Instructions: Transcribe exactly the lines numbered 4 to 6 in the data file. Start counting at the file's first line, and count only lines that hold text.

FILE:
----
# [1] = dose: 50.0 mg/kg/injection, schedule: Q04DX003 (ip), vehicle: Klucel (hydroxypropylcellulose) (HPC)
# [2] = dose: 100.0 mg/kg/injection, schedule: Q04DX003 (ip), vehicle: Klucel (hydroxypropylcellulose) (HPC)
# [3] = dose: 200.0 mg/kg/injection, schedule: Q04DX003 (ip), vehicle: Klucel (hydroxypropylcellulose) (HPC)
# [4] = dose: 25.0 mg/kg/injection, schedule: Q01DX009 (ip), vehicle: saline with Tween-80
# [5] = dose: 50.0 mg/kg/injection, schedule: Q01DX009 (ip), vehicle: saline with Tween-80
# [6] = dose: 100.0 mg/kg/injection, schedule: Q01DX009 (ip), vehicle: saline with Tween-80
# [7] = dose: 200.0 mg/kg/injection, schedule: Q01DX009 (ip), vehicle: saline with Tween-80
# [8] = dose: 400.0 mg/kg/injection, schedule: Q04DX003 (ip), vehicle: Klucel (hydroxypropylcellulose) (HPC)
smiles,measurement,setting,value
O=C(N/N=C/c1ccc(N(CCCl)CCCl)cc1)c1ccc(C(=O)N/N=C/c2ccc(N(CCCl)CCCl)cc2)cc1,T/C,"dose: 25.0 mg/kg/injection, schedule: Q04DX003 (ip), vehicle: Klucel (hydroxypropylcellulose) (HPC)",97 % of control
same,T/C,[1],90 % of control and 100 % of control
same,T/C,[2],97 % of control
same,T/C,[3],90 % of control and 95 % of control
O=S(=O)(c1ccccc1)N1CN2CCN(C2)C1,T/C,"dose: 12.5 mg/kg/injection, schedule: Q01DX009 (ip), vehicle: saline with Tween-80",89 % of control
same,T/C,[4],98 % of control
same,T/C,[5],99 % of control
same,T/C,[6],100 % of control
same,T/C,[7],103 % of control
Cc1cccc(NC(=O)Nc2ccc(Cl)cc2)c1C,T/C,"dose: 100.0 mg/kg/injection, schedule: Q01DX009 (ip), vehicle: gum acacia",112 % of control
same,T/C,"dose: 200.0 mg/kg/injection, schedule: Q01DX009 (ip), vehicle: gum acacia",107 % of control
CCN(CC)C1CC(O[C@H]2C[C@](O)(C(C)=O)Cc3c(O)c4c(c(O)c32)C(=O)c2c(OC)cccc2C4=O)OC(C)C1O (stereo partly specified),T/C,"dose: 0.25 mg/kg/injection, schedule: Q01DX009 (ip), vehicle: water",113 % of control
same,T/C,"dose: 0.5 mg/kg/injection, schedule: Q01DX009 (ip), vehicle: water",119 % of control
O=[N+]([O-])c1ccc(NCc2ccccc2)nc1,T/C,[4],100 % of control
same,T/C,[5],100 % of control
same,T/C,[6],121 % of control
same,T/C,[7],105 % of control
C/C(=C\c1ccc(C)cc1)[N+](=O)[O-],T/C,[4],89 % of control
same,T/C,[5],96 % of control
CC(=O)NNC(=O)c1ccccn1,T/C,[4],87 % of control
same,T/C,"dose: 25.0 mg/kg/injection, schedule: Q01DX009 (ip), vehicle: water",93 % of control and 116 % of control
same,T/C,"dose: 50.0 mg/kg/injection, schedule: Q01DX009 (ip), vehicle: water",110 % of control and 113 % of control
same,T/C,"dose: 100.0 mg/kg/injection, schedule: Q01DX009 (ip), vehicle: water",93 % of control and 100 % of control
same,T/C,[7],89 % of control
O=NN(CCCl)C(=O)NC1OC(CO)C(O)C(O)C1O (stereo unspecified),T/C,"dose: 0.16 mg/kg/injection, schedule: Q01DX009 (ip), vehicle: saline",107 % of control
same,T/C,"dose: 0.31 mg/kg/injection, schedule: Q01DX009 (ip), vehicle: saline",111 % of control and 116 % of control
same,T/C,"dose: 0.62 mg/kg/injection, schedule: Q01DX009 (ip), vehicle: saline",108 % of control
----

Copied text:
# [4] = dose: 25.0 mg/kg/injection, schedule: Q01DX009 (ip), vehicle: saline with Tween-80
# [5] = dose: 50.0 mg/kg/injection, schedule: Q01DX009 (ip), vehicle: saline with Tween-80
# [6] = dose: 100.0 mg/kg/injection, schedule: Q01DX009 (ip), vehicle: saline with Tween-80